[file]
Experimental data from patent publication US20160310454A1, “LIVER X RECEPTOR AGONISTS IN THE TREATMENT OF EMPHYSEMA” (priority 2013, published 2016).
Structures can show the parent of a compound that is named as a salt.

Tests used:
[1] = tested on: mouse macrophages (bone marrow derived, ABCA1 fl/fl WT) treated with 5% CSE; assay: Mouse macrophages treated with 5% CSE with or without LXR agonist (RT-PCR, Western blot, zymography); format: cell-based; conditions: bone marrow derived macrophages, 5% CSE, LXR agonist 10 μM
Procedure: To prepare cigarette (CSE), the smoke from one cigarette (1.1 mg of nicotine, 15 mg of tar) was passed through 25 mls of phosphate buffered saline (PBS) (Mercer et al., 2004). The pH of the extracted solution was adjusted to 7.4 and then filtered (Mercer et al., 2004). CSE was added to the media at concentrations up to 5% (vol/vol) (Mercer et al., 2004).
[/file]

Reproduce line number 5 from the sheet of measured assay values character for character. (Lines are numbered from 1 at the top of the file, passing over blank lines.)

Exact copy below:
Procedure: To prepare cigarette (CSE), the smoke from one cigarette (1.1 mg of nicotine, 15 mg of tar) was passed through 25 mls of phosphate buffered saline (PBS) (Mercer et al., 2004). The pH of the extracted solution was adjusted to 7.4 and then filtered (Mercer et al., 2004). CSE was added to the media at concentrations up to 5% (vol/vol) (Mercer et al., 2004).